Coaching Success Requires Regular Follow Up

Image result for follow up

In a recent post, we looked at a simple approach to coaching employees.  We talked about a coaching conversation model based on three themes – reflection, ideation, and commitment.  In this model, the coach and coacheee get focus on an area of opportunity for improvement and reflect on the current state of that focus area.  They then ideate to define and commit to action steps for moving forward.

This conversation is actually part of a larger process I call FoDAR (Focus, Define, Assess, Refine).  This process is a way to manage execution of moving from coaching to action to results.  Each part of this process has specific functions.  The Focus piece provides clarity on what we are trying to improve or fix.  The Define piece gives us direction on the steps we will take.  The Assess piece provides a sense of how we are progressing, and the Refine piece provides the chance to make our plan of attack even better.

FoDAR-1

This process divides evenly into two conversations.  The first is called the Defining Conversation and was described above – get focus and define next steps.  The second is called the Refining Conversation and it acts as a regular follow up to keep all of the actions committed to in the defining conversation alive and on track.  Refining conversations are ongoing affairs that repeat regularly until results are reached.

FoDAR -2

The Refining Conversation goes something like this.

Assuming we’ve already had a Defining Conversation with our coachee, we now must assess progress.  This step is another incarnation of the coaching theme of reflection because the coachee is being asked to reflect on the movement they’ve made.

MANAGER:  “Bill, a couple of weeks ago, we discussed restructuring your proposals, I was wondering, how is it going with that?”

BILL: “After you gave me the go ahead, I took a couple of proposals I had in the hopper and rebuilt them in the new format.  I sent them to customers, and in conversations with them, it seems they understand them better and like the overall look and feel.”

Now the coach invites the coachee to refine their plan and make further improvements if possible.

MANAGER:  “That sounds like things are moving along quite well.  Do you think there’s anything else that would make it even better?”

BILL: “I like the way things are going but I know there are further improvements I could make.  The more I speak with customers I am sure something will be mentioned to spark new ideas.  I will let you know as things progress.”

Finally, the coach must invite commitment to any new actions by demonstrating their commitment to help.

MANAGER:  “Is there anything I can do to help you?”

BILL:  “Not right now.  I just want to keep going and get more customer feedback.”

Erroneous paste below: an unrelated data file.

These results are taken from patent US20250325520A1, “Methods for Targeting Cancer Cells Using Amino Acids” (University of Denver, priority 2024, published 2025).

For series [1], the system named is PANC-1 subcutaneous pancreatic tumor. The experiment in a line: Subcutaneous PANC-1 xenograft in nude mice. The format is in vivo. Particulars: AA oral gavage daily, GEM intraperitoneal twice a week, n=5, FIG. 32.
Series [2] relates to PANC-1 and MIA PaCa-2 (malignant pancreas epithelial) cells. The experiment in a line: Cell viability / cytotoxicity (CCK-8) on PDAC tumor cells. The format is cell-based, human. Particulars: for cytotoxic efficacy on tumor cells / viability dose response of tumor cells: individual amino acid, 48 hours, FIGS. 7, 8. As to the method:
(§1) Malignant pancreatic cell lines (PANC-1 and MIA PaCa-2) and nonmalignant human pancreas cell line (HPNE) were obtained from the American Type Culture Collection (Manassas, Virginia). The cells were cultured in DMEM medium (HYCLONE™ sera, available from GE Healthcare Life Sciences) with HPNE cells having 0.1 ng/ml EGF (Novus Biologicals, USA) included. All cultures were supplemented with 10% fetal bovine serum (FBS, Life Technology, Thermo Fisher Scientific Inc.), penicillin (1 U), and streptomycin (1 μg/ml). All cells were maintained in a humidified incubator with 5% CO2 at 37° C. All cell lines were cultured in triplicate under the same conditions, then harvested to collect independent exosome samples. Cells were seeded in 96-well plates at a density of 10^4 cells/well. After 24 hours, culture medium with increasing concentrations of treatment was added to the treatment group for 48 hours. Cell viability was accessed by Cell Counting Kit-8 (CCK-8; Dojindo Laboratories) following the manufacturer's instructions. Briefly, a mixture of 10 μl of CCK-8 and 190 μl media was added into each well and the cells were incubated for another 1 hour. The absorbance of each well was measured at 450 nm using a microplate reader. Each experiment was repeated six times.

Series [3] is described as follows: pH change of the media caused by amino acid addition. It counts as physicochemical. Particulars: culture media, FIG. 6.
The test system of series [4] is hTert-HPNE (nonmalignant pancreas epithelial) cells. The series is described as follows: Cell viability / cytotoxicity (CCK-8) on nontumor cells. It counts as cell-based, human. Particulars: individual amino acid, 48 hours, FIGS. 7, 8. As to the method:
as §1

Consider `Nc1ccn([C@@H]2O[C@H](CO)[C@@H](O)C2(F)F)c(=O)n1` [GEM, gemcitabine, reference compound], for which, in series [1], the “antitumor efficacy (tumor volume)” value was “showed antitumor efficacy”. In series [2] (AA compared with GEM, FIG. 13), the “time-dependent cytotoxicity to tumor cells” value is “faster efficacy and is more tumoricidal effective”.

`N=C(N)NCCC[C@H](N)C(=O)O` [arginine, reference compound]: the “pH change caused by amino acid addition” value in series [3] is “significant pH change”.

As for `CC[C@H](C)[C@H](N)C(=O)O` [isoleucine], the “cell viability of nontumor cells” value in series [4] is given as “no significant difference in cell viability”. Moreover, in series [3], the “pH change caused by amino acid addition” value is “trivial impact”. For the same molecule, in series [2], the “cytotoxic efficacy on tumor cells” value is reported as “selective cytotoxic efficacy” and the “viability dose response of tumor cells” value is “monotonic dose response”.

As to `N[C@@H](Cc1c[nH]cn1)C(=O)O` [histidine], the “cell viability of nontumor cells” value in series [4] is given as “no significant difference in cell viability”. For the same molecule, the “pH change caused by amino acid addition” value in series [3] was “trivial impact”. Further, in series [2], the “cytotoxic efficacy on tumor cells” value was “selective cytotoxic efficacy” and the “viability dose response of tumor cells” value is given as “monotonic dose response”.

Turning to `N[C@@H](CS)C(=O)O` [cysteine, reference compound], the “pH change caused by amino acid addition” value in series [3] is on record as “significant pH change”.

MANAGER:  “That’s great, Bill.  I will circle back around in a couple more weeks to keep on top of this.  Good work so far though, keep it up.”

That’s essentially how the Refining Conversation goes.

In summary, to start, the coach must ASSESS how things are proceeding.  If things are going well, the coach should be sure to praise the efforts.  If things have stalled, they will need to get some idea as to what’s standing in the way of progress.

  1. “A couple of weeks ago we talked about __________, how’s it going with that?”

REFINE the plan with improvements or additions if possible.  This is another manifestation of the ideation theme.

  1. “Is there anything else you could do to make it even better?”

Close the conversation by inviting their commitment to any new actions by renewing your commitment to help them.

  1. “How can I help you?”

As you can see, in one conversation, the Defining Conversation, we get focus and define how we will proceed.  In the Refining Conversations, we follow up regularly to assess progress and refine the plan to continually find better and better practices.

This whole FoDAR/Two-Conversation process accomplishes several things.

  1. It engages employees in improving results and practices rather than commanding them from top down. This approach gives employees ownership and allows leaders to hold them accountable for specific results.
  2. It demands follow up in order to work. Follow up is what is usually absent and a key reason why so many coaching efforts fail.
  3. It gives managers a new view of their operation since employees see things very differently given their unique roles. Managers learn things they never would viewing things from their position alone.
  4. It is simple and uncomplicated. You don’t need a time-consuming class or a psychology degree to get going.  Although training can help to clarify things and give you practice, this method and process can be successfully employed without it.
  5. Finally, it provides a framework that is structured enough to ensure consistent results yet flexible enough to allow coaches to make it fit their personality and timing.
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